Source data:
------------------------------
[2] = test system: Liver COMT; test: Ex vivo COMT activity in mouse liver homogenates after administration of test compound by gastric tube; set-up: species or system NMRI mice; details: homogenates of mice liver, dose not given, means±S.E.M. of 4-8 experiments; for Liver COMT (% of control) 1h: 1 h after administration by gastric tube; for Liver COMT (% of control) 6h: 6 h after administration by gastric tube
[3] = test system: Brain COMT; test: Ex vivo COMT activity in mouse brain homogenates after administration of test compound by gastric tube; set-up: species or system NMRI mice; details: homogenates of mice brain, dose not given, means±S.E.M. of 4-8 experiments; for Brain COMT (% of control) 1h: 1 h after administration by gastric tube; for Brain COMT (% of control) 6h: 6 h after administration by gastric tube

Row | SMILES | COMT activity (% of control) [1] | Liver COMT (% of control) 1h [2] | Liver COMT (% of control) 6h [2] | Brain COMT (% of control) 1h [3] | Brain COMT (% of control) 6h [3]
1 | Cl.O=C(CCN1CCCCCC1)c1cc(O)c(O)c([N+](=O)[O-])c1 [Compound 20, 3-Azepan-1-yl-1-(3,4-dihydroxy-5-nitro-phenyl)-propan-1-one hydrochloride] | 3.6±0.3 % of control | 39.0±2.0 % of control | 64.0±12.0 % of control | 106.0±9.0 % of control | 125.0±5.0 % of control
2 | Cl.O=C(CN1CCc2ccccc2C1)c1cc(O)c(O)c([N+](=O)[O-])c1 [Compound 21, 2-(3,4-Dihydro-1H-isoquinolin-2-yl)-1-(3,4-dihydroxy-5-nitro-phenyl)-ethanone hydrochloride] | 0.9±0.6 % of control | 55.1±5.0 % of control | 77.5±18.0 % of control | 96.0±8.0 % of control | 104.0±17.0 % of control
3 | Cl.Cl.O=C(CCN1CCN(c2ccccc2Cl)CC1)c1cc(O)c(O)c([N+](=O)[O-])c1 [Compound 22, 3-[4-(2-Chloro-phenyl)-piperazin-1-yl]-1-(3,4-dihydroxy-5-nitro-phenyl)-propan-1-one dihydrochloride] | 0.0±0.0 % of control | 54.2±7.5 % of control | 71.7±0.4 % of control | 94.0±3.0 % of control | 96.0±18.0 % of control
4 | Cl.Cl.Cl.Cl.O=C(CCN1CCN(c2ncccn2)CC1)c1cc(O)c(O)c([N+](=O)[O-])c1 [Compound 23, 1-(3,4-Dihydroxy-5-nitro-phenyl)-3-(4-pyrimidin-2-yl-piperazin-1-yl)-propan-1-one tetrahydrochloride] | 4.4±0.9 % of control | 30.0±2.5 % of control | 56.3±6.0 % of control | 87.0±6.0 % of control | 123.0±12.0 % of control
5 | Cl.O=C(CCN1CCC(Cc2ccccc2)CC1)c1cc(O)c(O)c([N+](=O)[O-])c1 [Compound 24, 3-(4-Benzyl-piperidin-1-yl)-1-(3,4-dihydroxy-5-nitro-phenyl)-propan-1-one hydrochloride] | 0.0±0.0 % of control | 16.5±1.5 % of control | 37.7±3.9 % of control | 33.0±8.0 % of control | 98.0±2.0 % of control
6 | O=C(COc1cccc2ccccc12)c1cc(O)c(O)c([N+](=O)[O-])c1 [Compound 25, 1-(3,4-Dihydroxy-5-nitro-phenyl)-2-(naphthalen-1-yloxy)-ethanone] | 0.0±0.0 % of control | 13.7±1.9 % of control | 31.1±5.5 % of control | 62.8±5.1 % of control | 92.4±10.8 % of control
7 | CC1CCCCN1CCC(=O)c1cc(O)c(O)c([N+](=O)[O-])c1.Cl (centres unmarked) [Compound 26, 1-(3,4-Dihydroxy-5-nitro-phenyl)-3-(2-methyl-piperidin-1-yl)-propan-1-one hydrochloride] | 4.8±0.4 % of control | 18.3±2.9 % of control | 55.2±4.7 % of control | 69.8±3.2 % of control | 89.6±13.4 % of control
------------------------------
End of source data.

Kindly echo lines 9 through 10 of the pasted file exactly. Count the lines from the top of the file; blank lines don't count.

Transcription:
6 | O=C(COc1cccc2ccccc12)c1cc(O)c(O)c([N+](=O)[O-])c1 [Compound 25, 1-(3,4-Dihydroxy-5-nitro-phenyl)-2-(naphthalen-1-yloxy)-ethanone] | 0.0±0.0 % of control | 13.7±1.9 % of control | 31.1±5.5 % of control | 62.8±5.1 % of control | 92.4±10.8 % of control
7 | CC1CCCCN1CCC(=O)c1cc(O)c(O)c([N+](=O)[O-])c1.Cl (centres unmarked) [Compound 26, 1-(3,4-Dihydroxy-5-nitro-phenyl)-3-(2-methyl-piperidin-1-yl)-propan-1-one hydrochloride] | 4.8±0.4 % of control | 18.3±2.9 % of control | 55.2±4.7 % of control | 69.8±3.2 % of control | 89.6±13.4 % of control